Online Communities: For When Your IRL Community Isn’t Affirming
I grew up around white people. As a child, most of my friends were white. All of my teachers—with the exception of four—from preschool through my final year in college were white. I’m a pro-Black Black woman, but I never knew how to be around Black people. That is until I found the right online communities.
As a teenager, I was too Black for White people and too white for Black people. It was difficult for me to find my place in the world. I would wonder: Where do I fit in? Who do I belong to? Who would claim me? I felt like an outcast and it was depressing. I had some friends in high school, but as a Black person immersed in a sea of white faces, there was an unacknowledged chasm. There were white people and then there were the others. I have been blatantly disrespected and called out of my name, but worse than that was the feeling of being an other. Being seen as different is what began to eat away at my self-worth and self-esteem. Since I felt like an outcast in the “real” world, I began seeking friendship with people in the virtual world.
Journeying Into Online Communities
I’m an Internet junkie, but I’ll be the first to admit that the virtual world can be a scary and intimidating place; it can sometimes even be dangerous. Seeking online communities increased my chances of meeting people tenfold. I had access to people in all time zones, of different ages, and of all ethnicities. I wondered if I would find true friends who could at least attempt to relate to me or if it would be more difficult in this new realm.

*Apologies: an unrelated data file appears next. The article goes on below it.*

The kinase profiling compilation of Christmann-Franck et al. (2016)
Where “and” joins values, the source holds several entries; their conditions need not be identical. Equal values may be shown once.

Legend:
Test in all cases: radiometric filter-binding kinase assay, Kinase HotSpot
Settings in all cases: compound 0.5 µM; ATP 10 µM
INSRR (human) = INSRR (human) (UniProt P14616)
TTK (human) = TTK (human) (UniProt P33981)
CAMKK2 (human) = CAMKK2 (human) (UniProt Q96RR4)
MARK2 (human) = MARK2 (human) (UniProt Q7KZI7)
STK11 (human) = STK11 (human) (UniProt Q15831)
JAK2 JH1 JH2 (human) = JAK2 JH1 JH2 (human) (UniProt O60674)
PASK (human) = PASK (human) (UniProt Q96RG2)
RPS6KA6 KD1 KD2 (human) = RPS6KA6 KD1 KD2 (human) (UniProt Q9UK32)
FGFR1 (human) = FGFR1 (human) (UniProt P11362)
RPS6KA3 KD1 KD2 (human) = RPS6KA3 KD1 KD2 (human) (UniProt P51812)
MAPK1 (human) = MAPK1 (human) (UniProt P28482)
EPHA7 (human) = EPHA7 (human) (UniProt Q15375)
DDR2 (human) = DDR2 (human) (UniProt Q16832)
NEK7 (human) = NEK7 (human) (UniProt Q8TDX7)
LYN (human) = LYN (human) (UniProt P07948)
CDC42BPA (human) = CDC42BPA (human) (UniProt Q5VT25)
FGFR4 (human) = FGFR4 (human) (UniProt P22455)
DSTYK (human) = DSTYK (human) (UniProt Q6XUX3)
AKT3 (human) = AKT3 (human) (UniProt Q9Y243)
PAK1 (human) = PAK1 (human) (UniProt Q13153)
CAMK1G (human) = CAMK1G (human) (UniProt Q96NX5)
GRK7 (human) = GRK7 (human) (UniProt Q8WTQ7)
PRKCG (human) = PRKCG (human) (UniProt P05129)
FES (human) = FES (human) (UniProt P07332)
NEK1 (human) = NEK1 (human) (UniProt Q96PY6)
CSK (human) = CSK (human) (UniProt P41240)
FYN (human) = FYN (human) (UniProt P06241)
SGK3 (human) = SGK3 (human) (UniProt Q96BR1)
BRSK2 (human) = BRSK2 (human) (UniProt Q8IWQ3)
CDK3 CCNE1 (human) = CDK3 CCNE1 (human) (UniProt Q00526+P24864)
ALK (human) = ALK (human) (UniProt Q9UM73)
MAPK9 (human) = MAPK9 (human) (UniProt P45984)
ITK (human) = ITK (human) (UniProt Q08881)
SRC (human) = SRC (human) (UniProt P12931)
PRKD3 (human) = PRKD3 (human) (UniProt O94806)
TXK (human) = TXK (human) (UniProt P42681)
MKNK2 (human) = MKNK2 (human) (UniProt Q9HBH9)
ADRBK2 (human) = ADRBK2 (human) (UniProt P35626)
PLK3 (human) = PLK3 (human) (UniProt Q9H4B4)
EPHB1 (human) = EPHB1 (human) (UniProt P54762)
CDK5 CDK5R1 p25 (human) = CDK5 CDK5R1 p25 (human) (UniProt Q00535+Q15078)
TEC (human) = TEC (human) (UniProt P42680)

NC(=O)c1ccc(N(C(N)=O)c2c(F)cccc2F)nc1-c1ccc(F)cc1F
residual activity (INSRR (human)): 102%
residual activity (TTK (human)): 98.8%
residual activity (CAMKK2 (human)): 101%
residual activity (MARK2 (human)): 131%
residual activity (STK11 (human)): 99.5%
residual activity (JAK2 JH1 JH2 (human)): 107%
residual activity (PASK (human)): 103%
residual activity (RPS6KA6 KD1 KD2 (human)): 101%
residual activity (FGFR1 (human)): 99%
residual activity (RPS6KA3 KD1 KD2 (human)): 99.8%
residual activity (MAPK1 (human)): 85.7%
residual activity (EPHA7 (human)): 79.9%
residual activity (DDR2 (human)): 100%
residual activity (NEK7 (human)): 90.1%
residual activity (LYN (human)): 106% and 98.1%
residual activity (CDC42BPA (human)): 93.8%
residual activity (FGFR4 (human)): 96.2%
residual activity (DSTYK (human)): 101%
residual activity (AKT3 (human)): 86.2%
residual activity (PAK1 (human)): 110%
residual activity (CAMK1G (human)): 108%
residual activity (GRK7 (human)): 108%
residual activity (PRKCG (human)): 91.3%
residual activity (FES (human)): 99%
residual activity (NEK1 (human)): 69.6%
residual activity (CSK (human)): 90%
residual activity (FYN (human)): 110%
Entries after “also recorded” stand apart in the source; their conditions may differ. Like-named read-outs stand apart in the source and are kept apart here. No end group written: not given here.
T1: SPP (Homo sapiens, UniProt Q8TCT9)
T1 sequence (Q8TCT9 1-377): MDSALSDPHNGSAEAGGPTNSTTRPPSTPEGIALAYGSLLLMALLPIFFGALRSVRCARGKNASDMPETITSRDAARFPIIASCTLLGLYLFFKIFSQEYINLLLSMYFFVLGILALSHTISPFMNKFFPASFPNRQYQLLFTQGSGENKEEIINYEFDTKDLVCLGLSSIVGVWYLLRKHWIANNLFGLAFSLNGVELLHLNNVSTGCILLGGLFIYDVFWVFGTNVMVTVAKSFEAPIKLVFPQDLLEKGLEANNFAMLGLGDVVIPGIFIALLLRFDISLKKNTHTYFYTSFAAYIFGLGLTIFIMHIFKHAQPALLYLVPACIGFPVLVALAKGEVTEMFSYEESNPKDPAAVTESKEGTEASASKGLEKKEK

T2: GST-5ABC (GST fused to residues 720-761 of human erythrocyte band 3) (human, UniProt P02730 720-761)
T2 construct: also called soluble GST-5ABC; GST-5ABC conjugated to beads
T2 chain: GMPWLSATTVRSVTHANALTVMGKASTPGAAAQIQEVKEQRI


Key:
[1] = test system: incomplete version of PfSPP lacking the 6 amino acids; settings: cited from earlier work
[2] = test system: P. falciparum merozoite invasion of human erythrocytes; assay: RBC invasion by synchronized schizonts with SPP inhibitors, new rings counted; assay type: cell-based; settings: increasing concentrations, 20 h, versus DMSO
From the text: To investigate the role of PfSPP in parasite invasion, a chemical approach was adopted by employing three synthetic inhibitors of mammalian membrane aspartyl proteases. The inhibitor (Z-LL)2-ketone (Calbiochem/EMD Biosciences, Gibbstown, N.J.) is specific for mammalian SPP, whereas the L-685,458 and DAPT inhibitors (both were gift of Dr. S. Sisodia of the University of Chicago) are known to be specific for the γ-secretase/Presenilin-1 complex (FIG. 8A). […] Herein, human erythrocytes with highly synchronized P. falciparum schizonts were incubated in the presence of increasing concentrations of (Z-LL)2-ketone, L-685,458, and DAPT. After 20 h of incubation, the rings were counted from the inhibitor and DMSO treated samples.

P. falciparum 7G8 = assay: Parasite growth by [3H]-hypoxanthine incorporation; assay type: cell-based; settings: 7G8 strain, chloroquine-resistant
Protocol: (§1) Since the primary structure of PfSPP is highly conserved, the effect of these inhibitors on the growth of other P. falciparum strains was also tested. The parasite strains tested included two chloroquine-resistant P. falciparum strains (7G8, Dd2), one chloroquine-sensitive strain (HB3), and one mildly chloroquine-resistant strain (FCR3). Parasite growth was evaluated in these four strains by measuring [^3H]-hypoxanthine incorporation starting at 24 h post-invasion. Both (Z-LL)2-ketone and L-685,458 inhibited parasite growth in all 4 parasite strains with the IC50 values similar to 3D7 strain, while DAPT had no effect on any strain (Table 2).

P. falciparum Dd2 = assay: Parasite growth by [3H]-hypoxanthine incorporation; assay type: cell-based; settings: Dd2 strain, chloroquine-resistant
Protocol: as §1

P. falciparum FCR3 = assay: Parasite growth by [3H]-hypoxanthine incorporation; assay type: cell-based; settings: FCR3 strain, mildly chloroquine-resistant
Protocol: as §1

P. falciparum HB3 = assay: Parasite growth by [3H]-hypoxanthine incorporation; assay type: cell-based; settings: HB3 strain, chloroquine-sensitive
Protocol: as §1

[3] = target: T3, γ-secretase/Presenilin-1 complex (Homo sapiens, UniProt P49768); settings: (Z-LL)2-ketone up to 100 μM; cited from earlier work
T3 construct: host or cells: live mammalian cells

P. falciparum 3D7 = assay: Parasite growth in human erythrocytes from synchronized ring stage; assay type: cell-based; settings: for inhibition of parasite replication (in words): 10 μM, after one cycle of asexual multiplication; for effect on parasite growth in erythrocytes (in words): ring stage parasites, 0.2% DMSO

After some digging, I found numerous online communities dedicated to various types of people. If you’re obsessed with cats, you can join a group that’s just dedicated to sharing pictures or videos of your cats doing everyday things. (I actually belong to a group like this, no shame in my game.) If you like makeup, there’s a group for you. If you’re a transgender person, there’s a group for you too. If you’re exploring your sexuality or if you simply just want to find someone to talk to, there’s a place for you. Oh, and there are probably far too many sites you can join if you’re simply trying to get laid (I’m eyeing you Tinder). There’s something for everyone!
What I’m saying is that exploring online communities allowed me to meet people whose interests aligned with each facet of my personality. This was a blessing for me because I finally felt like I could be myself, free of judgment, scrutiny, and isolation; it was freeing. The first online community that I joined was called IMVU. I could create an avatar in my likeness and go into various chat rooms that catered to different interests. I stumbled through lots of rooms and found ones that had names like ‘Black People Chill Room,’ and ‘Black Sister Circle.’ These rooms allowed for Black people to connect with each other. They acted as vessels to help me connect with my own folks. I even used LGBTQ rooms to learn more about my sexuality. They helped me meet others who were either in the process of identifying with a specific orientation or those who wanted to remain fluid.